The onset of the summer monsoon in early June over India heralds the rainly season after a long period of almost no rainfall. The thermodynamic and dynamic structure of the atmosphere experiences a step change during monsoon onset, that retreats back after its withdrawal. Thus, in many sence, a theory for the onset of summer monsoon is similar to a theory for monsoon itself.
CAOS faculty initiated, and have actively been involved in establishing a theoretical framework for summer monsoon onset using numerical models and observations. A framework based on energetics of the atmosphere is proposed for onset of monsoon that confronts the land-sea thermal contrast theory.
An important component of the monsoon studies is its forcast. To have a skillful forecast, it is necessary to understand the interannual variations well. Study from CAOS proposes a physical mechanism for early and late onset of summer monsoon over central India, a region of vast agriculture where onset of monsoon matters the most. This theory is based on observations of surface pressure over west central Asia about a month befor the onset. The application of this theory is establishment of statitical model for real-time prediction of monsoon onset.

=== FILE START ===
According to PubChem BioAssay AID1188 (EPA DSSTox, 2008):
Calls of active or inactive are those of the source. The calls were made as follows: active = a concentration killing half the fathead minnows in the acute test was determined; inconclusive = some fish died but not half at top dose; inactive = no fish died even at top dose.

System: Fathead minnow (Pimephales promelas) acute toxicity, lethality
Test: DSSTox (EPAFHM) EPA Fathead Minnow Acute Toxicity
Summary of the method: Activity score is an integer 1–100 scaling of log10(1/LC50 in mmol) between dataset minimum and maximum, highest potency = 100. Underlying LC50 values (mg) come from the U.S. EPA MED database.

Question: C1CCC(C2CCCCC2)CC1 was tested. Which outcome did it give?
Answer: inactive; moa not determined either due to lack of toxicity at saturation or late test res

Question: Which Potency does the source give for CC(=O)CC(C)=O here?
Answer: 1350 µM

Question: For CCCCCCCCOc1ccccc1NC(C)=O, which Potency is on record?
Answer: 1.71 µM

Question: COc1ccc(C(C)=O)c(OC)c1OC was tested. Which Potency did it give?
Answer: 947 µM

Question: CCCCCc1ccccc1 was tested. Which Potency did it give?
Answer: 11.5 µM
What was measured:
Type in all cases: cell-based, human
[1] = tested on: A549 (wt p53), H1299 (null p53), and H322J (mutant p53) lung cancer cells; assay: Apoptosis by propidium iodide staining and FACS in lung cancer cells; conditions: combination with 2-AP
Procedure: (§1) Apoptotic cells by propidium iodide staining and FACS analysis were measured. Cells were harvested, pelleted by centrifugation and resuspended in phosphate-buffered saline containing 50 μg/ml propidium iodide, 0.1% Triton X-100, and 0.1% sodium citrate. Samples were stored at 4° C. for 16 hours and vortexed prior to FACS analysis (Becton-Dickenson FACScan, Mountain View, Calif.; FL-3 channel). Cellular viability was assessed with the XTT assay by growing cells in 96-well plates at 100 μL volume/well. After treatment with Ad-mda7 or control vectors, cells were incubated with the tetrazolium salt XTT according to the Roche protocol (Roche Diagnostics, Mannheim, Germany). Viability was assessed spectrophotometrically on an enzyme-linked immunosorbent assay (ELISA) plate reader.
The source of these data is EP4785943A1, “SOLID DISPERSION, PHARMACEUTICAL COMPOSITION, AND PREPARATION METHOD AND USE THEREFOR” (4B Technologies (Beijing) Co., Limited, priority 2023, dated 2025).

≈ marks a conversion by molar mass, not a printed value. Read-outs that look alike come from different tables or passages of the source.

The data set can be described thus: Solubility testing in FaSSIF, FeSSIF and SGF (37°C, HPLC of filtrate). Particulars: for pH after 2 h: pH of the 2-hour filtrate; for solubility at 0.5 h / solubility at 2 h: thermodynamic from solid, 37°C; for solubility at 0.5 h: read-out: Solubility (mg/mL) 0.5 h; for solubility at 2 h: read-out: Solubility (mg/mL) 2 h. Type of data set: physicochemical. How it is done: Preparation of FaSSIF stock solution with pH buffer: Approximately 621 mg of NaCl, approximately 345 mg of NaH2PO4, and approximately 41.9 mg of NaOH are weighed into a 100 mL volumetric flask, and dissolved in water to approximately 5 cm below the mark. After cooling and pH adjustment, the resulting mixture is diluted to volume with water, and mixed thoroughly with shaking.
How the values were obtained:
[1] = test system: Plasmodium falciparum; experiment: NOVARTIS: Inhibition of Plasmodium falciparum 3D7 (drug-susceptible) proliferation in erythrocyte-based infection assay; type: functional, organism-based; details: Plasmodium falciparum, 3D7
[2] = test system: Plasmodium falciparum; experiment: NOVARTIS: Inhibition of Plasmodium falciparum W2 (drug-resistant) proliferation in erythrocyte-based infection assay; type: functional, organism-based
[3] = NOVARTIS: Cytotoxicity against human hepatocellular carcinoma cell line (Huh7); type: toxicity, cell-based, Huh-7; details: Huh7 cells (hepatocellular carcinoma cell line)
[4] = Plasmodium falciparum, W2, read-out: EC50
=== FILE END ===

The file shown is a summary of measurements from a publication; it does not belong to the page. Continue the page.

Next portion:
El Nino Southern Oscillation (ENSO) is a coupled ocean-atmosphere phenomenon manifested by warming or cooling of sea surface temperature (SST) primarily over the eastern equatorial Pacific Ocean. During El Nino, the warm phase of the ENSO, monsoon rainfall over India is typically less than normal. How does warming of ocean half a globe apart impact rainfall over India?
At CAOS, we have research projects to understand the global teleconnection of the Indian summer monsoon. Apart from looking at the role of global east-west Walker circulation or mid-latitude Rossby Waves in 'transferring' the impact of ENSO far away over India instantly, we investigate delayed impact of ENSO. We look at coupled atmosphere-ocean models to understand their prediction skill and physical mechanisms of global teleconnection.